In the illustrative embodiment of the invention shown in more detail in FIG. 2, it is assumed that normal telephone subscriber service is afforded over a switched and time-divided multiplex transmission system. Thus the tip and ring conductors 200 of 80 telephone subscriber appearances are connected to the verticals of a three-wire crossbar switch 201. Under the control of signals from hold magnet drivers 202 and select magnet drivers 203, metallic connections are established selectively between any one of subscriber appearances 200 and any one of twenty-four channel circuits 204. These connections are established in response to requests for service to a particular subscriber from the telephone central office of sleeve leads 205, or in response to requests generated by remote subscribers going off-hook. In response to such signals, crossbar switch 201 establishes a connection between the appropriate one of subscriber appearances 200 and an idle one of channel circuits 204.
Channel units 206 are provided, one for each of the channel circuits 204, to convert the analog voice signals to a digital pulse stream. Multiplexer-demultiplexer circuit 208 interleaves these pulse streams into a single multiplexed stream of pulses for transmission on repeatered line 104. A similar received bit stream on repeatered line 105 is received in transmitter-receiver 209, decomposed in multiplexer-demultiplexer 208 and delivered to the appropriate one of channel units 206. Analog signals are therefore delivered back through crossbar switch 201 to subscriber appearances 200 in the central office.
Hold magnet drivers 202 are under the control of sleeve detectors 207 and service request logic 215. Sleeve leads 205 indicate requests for service from the central office, while service request logic 215 indicates requests for service from the serial loop subscribers. A line code generator 210 generates a sequence of 128 line codes in response to line scan clock signals on lead 211. These line codes are delivered by way of leads 212 to the third wire on crossbar switch 201. Trunk select logic 213 responds to trunk codes generated in trunk code generator 214 and line code scan signals delivered on leads 212 to find an idle trunk. The idle trunk code is delivered to select magnet drivers 203 to operate the appropriate select magnet of crossbar switch 201 to establish a connection between the line requesting service and this next idle trunk.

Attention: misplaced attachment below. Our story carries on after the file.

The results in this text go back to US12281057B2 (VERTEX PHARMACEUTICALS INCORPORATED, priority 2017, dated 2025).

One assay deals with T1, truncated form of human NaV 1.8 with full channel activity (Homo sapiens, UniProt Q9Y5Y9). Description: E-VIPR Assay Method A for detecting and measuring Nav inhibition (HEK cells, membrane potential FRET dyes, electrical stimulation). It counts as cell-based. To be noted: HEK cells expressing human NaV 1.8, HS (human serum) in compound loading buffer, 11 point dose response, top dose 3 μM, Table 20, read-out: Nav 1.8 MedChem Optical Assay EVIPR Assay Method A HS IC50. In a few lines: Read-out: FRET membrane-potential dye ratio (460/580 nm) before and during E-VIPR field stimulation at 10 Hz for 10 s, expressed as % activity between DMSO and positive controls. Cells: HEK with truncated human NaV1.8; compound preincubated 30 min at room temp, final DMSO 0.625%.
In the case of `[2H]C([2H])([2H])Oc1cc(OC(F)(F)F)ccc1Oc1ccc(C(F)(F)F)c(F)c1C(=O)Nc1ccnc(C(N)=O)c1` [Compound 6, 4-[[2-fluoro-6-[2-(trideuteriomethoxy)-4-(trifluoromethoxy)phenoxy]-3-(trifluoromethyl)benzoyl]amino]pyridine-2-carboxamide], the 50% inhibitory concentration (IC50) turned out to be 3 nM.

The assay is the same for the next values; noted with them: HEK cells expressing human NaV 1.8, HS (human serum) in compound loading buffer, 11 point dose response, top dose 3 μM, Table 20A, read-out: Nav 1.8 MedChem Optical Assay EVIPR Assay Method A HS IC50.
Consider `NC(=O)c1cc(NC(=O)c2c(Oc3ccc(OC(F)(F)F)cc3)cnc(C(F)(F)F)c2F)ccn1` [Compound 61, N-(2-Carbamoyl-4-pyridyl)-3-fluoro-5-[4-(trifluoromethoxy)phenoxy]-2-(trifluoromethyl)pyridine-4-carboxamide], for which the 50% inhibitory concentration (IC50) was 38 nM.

Loopback circuits 216 are connected to multiplexer-demultiplexer 208 to transmit appropriate signals to the remote terminals to control the loopback sequence. Loopback circuits 216 are under the control of the current line code being generated by line code generator 210. As will be described in detail hereinafter, loopback circuits 216 respond to a fault in the received bit stream on line 105, or a manual signal, to interrupt the output bit stream and thereby cause all of the remote terminals to insert loopbacks around all of the remote links. Thereafter, under the control of "remove loopback" signals from loopback circuit 216, the remote links are restored, one at a time, and tested. Those links which are faulty are marked as such in loopback circuits 216 and the testing sequence continued until all faulty links have been identified. Thereafter, only the faulty links are looped back and the remainder of the system is allowed to operate to restore partial service to remote subscribers.
Loopback circuits 216 also control the switching of the serial loop transmission system to the spare lines 126 and 127 (FIG.1). In operation, the detection of a fault on the main line causes a switch to the spare line immediately so as to prevent loss of service to the busy subscribers. In response to a fault on the spare line, or in response to a manual signal, the loopback sequence is initiated to isolate all of the faults in the remote links of the main line and to restore service to that portion of the serial loop transmission system which is still operative.
In FIG. 3 there is shown a timing generator useful in operating the central and remote terminals of the transmission system from FIG. 1. The timing generator includes a clock 301 which delivers pulses to a divider circuit 302. Clock signals occur at a rate of 6.176 MHz. After division in divider circuit 302, pulse stream at 1.544 MHz is delivered to a time-slot code generator 303. This 1.544 MHz is the bit rate transmitted through the repeatered lines of the transmission system of FIG. 1. The 1.544 MHz signal for the multiplex receiver is derived from a clock recovery circuit 310 in the receiver and delivered through divider 302 to generator 303. Separate timing generators are provided for the transmitter and the receiver.